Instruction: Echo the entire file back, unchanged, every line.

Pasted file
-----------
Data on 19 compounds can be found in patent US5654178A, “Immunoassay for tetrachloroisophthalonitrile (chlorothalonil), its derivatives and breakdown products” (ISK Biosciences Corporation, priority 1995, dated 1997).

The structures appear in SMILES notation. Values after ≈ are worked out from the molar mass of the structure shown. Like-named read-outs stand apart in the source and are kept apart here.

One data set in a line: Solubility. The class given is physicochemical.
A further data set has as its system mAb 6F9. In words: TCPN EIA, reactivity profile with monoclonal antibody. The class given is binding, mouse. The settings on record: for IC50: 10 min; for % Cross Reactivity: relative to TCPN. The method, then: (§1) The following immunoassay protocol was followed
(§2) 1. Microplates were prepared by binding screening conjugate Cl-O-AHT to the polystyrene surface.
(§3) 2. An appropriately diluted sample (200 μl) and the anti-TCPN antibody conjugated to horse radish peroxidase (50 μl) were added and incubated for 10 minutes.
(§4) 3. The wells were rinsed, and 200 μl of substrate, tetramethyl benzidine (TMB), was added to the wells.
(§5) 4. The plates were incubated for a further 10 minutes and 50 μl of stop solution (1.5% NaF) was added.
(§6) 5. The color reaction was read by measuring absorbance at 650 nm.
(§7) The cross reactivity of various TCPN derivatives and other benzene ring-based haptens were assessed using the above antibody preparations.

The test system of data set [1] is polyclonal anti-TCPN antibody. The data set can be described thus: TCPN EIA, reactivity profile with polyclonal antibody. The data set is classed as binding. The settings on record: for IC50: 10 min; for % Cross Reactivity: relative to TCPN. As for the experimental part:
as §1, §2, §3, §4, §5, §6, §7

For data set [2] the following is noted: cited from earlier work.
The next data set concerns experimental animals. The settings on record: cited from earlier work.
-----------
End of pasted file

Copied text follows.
Data on 19 compounds can be found in patent US5654178A, “Immunoassay for tetrachloroisophthalonitrile (chlorothalonil), its derivatives and breakdown products” (ISK Biosciences Corporation, priority 1995, dated 1997).

The structures appear in SMILES notation. Values after ≈ are worked out from the molar mass of the structure shown. Like-named read-outs stand apart in the source and are kept apart here.

One data set in a line: Solubility. The class given is physicochemical.
A further data set has as its system mAb 6F9. In words: TCPN EIA, reactivity profile with monoclonal antibody. The class given is binding, mouse. The settings on record: for IC50: 10 min; for % Cross Reactivity: relative to TCPN. The method, then: (§1) The following immunoassay protocol was followed
(§2) 1. Microplates were prepared by binding screening conjugate Cl-O-AHT to the polystyrene surface.
(§3) 2. An appropriately diluted sample (200 μl) and the anti-TCPN antibody conjugated to horse radish peroxidase (50 μl) were added and incubated for 10 minutes.
(§4) 3. The wells were rinsed, and 200 μl of substrate, tetramethyl benzidine (TMB), was added to the wells.
(§5) 4. The plates were incubated for a further 10 minutes and 50 μl of stop solution (1.5% NaF) was added.
(§6) 5. The color reaction was read by measuring absorbance at 650 nm.
(§7) The cross reactivity of various TCPN derivatives and other benzene ring-based haptens were assessed using the above antibody preparations.

The test system of data set [1] is polyclonal anti-TCPN antibody. The data set can be described thus: TCPN EIA, reactivity profile with polyclonal antibody. The data set is classed as binding. The settings on record: for IC50: 10 min; for % Cross Reactivity: relative to TCPN. As for the experimental part:
as §1, §2, §3, §4, §5, §6, §7

For data set [2] the following is noted: cited from earlier work.
The next data set concerns experimental animals. The settings on record: cited from earlier work.